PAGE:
Auto insurers may have more data to work with when resolving claims. While a black box has been created to help make vehicle and highway transportation safer and reduce fatalities, the Institute of Electrical and Electronics Engineers’ IEEE 1616 could help insurers protect data and better identify fraudulent claims. The IEEE 1616 was created in 2004, the first universal standard for motor vehicle event data recorders, much like those that monitor crashes on aircraft and trains. Now, as millions of vehicles include MVEDR memory modules, new work has begun on an amendment—“IEEE P1616a, IEEE Standard for Motor Vehicle Event Data Recorders (MVEDRs)-Amendment 1: Motor Vehicle Event Data Recorder Connector Lockout Apparatus (MVEDRCLA)”—in order to help prevent data tampering, vehicle identification number theft, and odometer fraud.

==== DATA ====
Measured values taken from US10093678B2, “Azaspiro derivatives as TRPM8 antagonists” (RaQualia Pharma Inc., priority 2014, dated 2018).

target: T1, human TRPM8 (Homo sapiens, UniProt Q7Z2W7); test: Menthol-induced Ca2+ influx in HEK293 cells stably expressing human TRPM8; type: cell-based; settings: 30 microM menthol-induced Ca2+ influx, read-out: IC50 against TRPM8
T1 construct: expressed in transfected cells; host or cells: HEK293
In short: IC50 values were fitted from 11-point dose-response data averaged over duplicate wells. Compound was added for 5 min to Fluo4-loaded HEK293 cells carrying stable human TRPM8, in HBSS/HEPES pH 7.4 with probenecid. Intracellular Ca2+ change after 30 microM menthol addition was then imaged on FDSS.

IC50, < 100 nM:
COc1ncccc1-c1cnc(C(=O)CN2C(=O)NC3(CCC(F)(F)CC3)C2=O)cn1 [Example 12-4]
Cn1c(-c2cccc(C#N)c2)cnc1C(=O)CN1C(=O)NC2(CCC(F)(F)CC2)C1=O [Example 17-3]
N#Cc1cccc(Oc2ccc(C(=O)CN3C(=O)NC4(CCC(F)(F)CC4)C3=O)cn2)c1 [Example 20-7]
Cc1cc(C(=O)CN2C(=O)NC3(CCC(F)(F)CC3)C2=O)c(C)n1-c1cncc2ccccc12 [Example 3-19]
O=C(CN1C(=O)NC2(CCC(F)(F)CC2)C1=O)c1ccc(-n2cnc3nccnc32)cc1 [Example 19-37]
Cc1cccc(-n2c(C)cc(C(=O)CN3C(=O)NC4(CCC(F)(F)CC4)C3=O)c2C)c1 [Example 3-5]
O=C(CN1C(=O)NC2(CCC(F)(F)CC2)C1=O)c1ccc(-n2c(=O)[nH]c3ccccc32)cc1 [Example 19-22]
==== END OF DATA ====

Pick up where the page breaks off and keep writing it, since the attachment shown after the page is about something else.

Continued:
"IEEE 1616a seeks to enhance vehicle and highway safety by offering methods to help secure crash data that can then be used to inform efforts to improve consumer protection for millions of vehicle owners," says Tom Kowalick, chair of the IEEE P1616a Working Group and president of Click Inc. "This amendment expands the body of research that taught us to appreciate the significance of MVEDRs. It is imperative that the scientific data generated by MVEDRs is both credible and secure."

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